The federal requirement for a negative Covid-19 test prior to flying into the U.S. and the New York City toddler-mask mandate have both just ended. What led to this long-overdue change? Nothing. The edicts could and should have been ended months ago. So much for “following the science.”
In its announcement of the international travel change, the CDC claimed that the pandemic in the United States had “shifted to a new phase, due to the widespread uptake of highly effective COVID-19 vaccines, the availability of effective therapeutics, and the accrual of high rates of vaccine-and infection-induced immunity.” In fact, uptake of vaccines has barely budged since the beginning of the year. The CDC’s own data show that only an additional 12 million people—roughly 3.5 percent of the population—have become fully vaccinated since January 1. Vaccinations have been flat for months.
Similarly, the accrual of vaccine- and infection-induced immunity has been stable for months. The last big surge in new Covid cases that would lead to natural immunity ended in mid-February. At that point, more than half the population had been infected. While cases have risen a bit since April, they remain relatively low compared with other points in the pandemic.
Finally, therapeutics have been widely available for a long time. There has been no recent surge in supply.
It has been three months since I noted, along with others, that the CDC air-travel mandate made no sense. Levels of vaccine and natural immunity were already high— effectively identical to current levels. And the CDC was not requiring negative tests for travelers entering the U.S. through overland routes. Ventilation systems make aircraft about the safest indoor environment anyone can be in—far safer than buses and trains. And experience has shown that travel restrictions are ineffective in combating the spread of a highly transmissible respiratory virus in a highly interconnected world.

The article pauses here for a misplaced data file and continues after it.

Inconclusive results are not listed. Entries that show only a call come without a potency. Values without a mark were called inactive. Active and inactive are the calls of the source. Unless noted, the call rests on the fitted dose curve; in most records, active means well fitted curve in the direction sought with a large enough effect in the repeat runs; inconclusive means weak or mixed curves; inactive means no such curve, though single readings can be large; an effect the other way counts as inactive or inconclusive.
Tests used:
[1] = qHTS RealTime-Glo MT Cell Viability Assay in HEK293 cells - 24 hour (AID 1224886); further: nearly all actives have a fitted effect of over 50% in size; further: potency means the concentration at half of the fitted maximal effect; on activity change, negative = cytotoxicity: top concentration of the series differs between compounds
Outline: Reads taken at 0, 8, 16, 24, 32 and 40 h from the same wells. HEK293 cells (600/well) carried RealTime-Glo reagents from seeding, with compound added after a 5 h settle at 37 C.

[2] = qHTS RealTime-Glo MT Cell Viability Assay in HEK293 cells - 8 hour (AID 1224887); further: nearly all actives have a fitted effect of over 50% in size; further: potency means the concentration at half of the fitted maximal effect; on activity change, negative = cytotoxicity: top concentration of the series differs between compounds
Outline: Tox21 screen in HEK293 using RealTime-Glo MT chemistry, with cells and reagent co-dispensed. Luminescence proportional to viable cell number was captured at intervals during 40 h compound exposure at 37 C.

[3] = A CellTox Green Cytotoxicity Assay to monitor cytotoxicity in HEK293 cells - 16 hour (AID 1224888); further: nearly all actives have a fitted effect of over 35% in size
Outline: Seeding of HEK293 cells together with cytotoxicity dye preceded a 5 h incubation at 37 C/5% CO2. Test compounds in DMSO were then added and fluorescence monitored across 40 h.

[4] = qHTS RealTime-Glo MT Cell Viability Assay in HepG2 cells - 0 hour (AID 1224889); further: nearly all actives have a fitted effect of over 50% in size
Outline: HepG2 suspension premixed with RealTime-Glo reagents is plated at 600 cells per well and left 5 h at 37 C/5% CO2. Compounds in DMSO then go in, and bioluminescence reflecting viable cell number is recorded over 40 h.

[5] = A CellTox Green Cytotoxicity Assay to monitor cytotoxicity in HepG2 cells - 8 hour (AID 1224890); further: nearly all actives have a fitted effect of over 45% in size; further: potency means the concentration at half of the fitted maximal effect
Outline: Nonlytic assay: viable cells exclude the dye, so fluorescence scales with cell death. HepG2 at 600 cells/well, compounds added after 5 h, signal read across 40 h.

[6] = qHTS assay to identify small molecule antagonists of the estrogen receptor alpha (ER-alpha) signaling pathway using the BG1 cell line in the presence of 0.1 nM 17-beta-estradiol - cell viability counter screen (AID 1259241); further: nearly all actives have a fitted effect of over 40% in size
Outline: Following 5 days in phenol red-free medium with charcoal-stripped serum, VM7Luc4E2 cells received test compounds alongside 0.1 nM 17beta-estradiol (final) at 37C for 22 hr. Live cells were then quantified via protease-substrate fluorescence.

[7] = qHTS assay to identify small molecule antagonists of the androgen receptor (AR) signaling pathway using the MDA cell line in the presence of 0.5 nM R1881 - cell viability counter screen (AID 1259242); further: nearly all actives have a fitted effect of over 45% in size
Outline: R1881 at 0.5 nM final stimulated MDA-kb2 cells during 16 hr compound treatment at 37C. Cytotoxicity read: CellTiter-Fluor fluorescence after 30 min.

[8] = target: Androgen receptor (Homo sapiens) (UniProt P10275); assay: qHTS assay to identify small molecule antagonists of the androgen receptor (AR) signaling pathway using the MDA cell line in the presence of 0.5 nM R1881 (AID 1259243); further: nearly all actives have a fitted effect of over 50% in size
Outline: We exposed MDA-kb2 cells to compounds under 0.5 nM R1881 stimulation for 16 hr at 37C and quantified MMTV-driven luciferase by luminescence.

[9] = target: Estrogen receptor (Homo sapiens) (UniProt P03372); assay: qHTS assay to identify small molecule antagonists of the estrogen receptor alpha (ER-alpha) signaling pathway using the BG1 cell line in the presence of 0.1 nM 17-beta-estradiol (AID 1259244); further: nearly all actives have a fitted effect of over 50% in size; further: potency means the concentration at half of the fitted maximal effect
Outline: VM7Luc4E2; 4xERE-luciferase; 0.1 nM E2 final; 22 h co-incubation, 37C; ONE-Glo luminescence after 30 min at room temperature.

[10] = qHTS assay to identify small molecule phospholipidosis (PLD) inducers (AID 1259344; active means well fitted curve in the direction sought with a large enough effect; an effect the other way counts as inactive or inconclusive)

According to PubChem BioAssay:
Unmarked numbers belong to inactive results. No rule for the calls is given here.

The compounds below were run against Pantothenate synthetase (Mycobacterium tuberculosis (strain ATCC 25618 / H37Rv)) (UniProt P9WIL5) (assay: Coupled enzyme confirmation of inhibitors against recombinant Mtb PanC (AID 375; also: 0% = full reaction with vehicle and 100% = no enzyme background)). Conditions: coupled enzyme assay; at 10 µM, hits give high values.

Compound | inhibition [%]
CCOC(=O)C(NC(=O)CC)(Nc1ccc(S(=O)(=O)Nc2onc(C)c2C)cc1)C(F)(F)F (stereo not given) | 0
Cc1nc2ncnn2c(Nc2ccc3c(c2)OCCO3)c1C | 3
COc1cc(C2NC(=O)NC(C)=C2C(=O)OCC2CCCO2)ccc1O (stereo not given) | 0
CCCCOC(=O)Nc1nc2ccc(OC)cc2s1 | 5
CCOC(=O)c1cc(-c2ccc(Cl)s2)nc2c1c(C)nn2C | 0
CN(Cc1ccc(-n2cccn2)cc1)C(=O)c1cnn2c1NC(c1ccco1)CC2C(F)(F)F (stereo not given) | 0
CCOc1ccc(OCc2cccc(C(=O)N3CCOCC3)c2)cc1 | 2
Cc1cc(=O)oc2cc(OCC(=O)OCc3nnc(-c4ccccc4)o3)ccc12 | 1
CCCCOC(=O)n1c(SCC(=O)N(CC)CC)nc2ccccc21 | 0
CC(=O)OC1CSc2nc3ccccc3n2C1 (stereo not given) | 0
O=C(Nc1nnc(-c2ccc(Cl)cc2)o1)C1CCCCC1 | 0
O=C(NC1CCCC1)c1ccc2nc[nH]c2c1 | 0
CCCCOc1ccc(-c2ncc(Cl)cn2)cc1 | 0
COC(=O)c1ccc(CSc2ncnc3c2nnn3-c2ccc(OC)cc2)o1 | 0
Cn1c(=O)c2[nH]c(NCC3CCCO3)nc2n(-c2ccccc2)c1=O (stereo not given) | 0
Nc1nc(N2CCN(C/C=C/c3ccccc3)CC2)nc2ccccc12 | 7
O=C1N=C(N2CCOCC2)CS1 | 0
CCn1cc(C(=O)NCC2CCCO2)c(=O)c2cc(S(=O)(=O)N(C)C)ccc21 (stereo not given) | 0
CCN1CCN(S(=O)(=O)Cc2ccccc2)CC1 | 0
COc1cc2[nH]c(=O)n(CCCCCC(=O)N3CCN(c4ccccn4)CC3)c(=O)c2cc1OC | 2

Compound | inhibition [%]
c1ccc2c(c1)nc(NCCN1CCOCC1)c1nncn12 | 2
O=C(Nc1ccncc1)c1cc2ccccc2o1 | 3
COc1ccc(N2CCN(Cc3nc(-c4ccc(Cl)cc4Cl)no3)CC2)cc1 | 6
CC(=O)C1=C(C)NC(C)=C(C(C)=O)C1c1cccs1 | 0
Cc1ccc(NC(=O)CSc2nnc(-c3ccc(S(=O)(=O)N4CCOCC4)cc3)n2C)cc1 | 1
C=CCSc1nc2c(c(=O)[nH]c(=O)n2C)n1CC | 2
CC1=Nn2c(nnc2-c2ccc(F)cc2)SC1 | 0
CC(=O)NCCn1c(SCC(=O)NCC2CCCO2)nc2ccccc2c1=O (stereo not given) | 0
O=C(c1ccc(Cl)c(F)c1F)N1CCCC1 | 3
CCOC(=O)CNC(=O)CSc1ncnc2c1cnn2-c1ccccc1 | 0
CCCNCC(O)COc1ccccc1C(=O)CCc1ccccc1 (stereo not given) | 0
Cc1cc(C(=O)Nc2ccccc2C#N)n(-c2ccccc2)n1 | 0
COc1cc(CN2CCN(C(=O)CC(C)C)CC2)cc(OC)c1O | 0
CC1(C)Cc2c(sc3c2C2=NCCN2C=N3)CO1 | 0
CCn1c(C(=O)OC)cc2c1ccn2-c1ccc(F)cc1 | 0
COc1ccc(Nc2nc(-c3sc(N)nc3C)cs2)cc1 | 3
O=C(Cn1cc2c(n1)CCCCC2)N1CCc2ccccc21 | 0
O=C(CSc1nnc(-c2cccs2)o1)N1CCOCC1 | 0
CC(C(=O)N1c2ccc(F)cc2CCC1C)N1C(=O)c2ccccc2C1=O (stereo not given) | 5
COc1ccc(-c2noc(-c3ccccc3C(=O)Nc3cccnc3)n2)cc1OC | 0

Nevertheless, the Biden administration maintained the travel mandate at the same time (April 1) that it announced the end of Title 42, the public-health measure that barred untested, illegal immigrants from staying in the country. The CDC explained: “After considering current public health conditions and an increased availability of tools to fight COVID-19 (such as highly effective vaccines and therapeutics), the CDC Director has determined that an Order suspending the right to introduce migrants into the United States is no longer necessary.” In other words, the same conditions prevailed then that the agency is citing now, more than three months later, to end the travel mandate.
Meantime, in New York City, just two weeks before the end of the school year, Mayor Eric Adams has finally ended the school mask mandate for children ages two to four. The city ended the general school mandate in March but continued it for toddlers, presumably because they were not eligible for vaccines. The mayor now claims to be following the science, citing “steadily falling” cases as a rationale for ending the toddler requirement.
Adams is correct that total Covid-19 cases in the city rose this spring, peaked in mid-May, and have been dropping since. But cases per 100,000 population for children up to four years old have consistently been well below the case rate of other age groups. The New York region hit the peak for hospitalization in the four-and-under group on February 26, when those cases accounted for 5 percent of Covid hospitalizations. The numbers have declined since.
The major rationale for continuing to mask toddlers—the lack of a vaccine—has not changed. Despite promising results, the FDA has not yet authorized any Covid vaccine for children under five. But the absence of vaccines was never a good justification for masking toddlers in the first place.
It has long been clear that Covid-19 poses little risk to children under five. The four-and-under age group makes up 6 percent of the U.S. population, but from March 2022 to the present it has accounted for less than 0.05 percent of Covid deaths. Total daily Covid deaths in New York City, for all ages, have been 11 or fewer since March 9. Deaths in the four-and-under age group in New York State and New York City have been minuscule throughout the pandemic.
Moreover, there is little evidence that masking students works, especially for children aged two to four, whose compliance with proper and continuous mask-wearing is doubtful. And masks likely interfere with children’s social and educational development.
In the end, it is hard to discern what motivated the termination of these two counterproductive mandates. Better late than never, one might say—but by pursuing policies divorced from the data, the CDC and New York City have undermined public confidence in expert scientific opinion.